Through a glass darkly

Open and transparent. That’s the Word Up code of small business conduct. Simples.

And in these fevered post-General Election times, transparency is top of the charts, and not just for small fry like me. As a micro-business, my entrepreneurial empire operates at the tiddly widdly, teensy weensy end of the business spectrum, but I am certainly not alone in claiming to be totally transparent in wheeling, dealing and transactions. Nope, everyone’s at it. Well, just about everyone, there’s no claims of transparency whatsoever from the teflon-coated Sepp Blatter

Transparency’s become a mantra, innit? A mantra to be trotted forth from the great, and the (not necessarily) good. We are an open book for all to see, they claim, we’ve got nothing to hide, no skeletons at all, not even a cupboard. Och, yer arse. C’mon, big boys and girls of the corporate, civic, governmental and judicial worlds, that transparency looks kinda murky to me. More through a glass darkly, methinks. This week alone bears witness to the depth of opacity going on around us, all of the time. I refer you again to a certain worldwide football authority, and to further exploits from artful tax dodgers.

Despite operating as an interested assessor of skulduggery and citizen journalist, I’m still not a paid up member of any branch of the conspiracy theory club, just an occasional visitor. But honestly, who’s kidding who when it comes to transparency? Real truth, openness and honesty, no matter which sector claims those lofty ideals, is as rare as an admission of complicity from Monsieur Blatter. As recently as January, the UK Government were assessed as being the most open and transparent in the world by Sir Tim Berners-Lee’s digital outfit The World Wide Web Foundation, but peer just a little further into that transparency, and you’ll discover that while the data is there, you’d need a crack team of top end decoders and analysts to translate the info into anything even approaching clarity. And don’t get me started on bankers.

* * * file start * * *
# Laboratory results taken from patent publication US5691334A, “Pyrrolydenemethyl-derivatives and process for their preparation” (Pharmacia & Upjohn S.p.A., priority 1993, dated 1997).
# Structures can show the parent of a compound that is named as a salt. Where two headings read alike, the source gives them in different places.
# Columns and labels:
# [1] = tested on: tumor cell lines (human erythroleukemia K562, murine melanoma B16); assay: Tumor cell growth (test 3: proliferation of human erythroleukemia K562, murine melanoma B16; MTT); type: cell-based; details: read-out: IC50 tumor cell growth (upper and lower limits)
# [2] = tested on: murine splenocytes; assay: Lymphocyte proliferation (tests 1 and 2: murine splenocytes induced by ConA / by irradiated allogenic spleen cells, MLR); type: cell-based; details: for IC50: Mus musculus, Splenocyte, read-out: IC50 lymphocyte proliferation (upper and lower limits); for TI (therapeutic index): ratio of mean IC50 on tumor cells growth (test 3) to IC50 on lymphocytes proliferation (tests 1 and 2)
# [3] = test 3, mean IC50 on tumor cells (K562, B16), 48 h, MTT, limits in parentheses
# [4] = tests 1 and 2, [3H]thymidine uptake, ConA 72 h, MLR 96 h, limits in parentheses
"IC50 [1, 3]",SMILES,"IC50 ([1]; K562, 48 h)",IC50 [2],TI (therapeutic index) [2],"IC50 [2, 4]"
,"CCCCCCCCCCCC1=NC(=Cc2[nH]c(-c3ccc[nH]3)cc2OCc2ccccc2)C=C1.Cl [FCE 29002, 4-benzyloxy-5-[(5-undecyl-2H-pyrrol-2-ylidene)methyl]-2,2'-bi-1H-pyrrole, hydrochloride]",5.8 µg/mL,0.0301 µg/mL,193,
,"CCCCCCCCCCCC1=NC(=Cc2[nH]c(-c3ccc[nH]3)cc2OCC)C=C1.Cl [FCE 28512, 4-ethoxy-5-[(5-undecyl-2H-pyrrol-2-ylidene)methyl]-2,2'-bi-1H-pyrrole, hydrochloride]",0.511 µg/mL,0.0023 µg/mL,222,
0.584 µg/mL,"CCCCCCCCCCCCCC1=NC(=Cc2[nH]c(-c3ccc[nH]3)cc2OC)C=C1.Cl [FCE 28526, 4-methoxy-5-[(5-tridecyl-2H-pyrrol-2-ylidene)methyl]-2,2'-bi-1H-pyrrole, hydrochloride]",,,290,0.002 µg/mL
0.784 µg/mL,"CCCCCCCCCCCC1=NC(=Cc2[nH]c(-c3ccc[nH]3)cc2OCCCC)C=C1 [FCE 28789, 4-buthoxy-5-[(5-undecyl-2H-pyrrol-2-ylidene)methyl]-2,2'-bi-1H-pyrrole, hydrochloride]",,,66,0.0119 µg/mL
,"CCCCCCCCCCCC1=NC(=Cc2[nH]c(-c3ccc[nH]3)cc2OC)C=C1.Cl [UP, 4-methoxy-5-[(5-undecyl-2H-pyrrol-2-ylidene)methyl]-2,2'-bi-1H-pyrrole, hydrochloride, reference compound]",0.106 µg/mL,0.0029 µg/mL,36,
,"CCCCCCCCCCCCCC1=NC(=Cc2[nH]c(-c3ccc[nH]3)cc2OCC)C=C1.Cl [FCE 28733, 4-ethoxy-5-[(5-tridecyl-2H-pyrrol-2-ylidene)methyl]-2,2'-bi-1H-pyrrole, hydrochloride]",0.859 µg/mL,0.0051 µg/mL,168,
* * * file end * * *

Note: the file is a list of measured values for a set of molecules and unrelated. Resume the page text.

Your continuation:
Of course, I’m not running the country (not yet, anyway), so my definition of transparency is a whole electromagnetic spectrum away from that of, say, the CEO of a leading international bank. Or a Whitehall mandarin. Or an energy company MD. I don’t operate on that level, and just as well – I just don’t have it in me to be economical with the truth about how I trade, and frankly, I’m rubbish at power plays and politco-fiscal manoeuvring. Frank Underwood, I ain’t. Nah, I’m not skilled in Machiavellian machinations and dark deeds, but then again, I’m not in thrall to the insatiable appetites of stakeholders, or subject to the ever-changing mood of the electorate.

Ergo, it’s pretty easy for micro-business me to be a bit of an open book. But that’s just the way we roll at Word Up. Touch wood, my small outfit will never be tarnished with the term “toxic brand”. But BTW – the big boys have got a lot to learn from lil ol’ sole traders like me. Not least because there’s lots of us. Lots and lots. And what’s more, we just don’t believe you, suckers.

So, powerful people, in case you think the little folk like me don’t matter too much, think again. After all, we’re the ones with spending power, savvy, and growing skills when it comes uncovering dark dealings. So when we say we want true transparency from business, government and institutions, we mean it.

Time to clean up your toxic act, fellas.